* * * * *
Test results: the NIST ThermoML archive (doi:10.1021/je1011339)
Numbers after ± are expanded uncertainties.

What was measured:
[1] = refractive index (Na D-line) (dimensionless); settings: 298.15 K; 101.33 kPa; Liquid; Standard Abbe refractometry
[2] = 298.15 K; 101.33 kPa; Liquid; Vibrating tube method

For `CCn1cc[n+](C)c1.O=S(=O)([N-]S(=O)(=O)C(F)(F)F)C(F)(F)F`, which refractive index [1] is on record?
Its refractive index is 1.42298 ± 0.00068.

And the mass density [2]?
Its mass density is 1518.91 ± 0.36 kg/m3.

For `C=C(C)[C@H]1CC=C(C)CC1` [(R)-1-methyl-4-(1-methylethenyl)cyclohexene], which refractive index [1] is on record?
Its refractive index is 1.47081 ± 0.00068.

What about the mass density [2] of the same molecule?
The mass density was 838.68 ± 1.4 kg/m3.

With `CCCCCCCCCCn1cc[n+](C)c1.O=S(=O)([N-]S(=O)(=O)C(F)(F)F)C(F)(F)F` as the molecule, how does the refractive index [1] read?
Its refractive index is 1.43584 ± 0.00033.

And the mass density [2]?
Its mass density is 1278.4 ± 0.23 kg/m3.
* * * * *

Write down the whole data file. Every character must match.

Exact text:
Test results: the NIST ThermoML archive (doi:10.1021/je1011339)
Numbers after ± are expanded uncertainties.

What was measured:
[1] = refractive index (Na D-line) (dimensionless); settings: 298.15 K; 101.33 kPa; Liquid; Standard Abbe refractometry
[2] = 298.15 K; 101.33 kPa; Liquid; Vibrating tube method

For `CCn1cc[n+](C)c1.O=S(=O)([N-]S(=O)(=O)C(F)(F)F)C(F)(F)F`, which refractive index [1] is on record?
Its refractive index is 1.42298 ± 0.00068.

And the mass density [2]?
Its mass density is 1518.91 ± 0.36 kg/m3.

For `C=C(C)[C@H]1CC=C(C)CC1` [(R)-1-methyl-4-(1-methylethenyl)cyclohexene], which refractive index [1] is on record?
Its refractive index is 1.47081 ± 0.00068.

What about the mass density [2] of the same molecule?
The mass density was 838.68 ± 1.4 kg/m3.

With `CCCCCCCCCCn1cc[n+](C)c1.O=S(=O)([N-]S(=O)(=O)C(F)(F)F)C(F)(F)F` as the molecule, how does the refractive index [1] read?
Its refractive index is 1.43584 ± 0.00033.

And the mass density [2]?
Its mass density is 1278.4 ± 0.23 kg/m3.